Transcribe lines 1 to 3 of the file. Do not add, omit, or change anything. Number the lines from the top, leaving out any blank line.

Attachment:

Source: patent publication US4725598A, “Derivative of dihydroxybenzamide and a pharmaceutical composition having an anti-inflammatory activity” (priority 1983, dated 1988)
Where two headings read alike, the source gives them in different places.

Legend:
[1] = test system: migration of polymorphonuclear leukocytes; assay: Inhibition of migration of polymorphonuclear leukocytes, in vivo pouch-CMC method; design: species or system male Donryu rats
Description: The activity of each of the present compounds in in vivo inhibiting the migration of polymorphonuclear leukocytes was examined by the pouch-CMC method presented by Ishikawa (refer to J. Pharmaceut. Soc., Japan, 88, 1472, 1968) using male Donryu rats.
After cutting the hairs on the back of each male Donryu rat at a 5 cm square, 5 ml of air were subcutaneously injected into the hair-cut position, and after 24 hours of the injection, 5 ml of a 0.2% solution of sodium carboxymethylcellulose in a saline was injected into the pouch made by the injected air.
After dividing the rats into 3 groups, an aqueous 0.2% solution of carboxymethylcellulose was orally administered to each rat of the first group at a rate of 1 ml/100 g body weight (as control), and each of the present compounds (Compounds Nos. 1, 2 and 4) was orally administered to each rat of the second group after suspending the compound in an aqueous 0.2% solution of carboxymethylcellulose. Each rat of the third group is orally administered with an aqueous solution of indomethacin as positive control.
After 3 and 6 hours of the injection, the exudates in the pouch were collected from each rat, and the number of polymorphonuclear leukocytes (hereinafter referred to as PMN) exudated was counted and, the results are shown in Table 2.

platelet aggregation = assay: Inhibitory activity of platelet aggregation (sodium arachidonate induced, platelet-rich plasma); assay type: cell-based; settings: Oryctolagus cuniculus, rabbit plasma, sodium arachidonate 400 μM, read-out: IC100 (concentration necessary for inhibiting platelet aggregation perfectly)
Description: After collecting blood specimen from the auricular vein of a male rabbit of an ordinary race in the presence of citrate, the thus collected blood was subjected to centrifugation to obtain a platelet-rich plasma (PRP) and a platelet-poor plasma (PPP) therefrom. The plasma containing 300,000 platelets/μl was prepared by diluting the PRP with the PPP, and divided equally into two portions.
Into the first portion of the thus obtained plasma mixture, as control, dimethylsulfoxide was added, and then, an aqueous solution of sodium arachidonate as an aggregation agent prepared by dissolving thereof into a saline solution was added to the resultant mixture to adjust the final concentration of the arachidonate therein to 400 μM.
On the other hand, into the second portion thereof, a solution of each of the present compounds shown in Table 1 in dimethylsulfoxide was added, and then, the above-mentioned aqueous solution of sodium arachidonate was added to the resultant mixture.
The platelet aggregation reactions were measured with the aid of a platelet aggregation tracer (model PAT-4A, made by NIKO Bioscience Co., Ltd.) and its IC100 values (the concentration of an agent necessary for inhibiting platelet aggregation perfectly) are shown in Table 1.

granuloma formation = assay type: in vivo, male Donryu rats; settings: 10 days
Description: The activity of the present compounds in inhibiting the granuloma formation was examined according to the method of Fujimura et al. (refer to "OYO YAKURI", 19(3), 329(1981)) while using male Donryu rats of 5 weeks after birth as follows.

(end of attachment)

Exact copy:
Source: patent publication US4725598A, “Derivative of dihydroxybenzamide and a pharmaceutical composition having an anti-inflammatory activity” (priority 1983, dated 1988)
Where two headings read alike, the source gives them in different places.

Legend: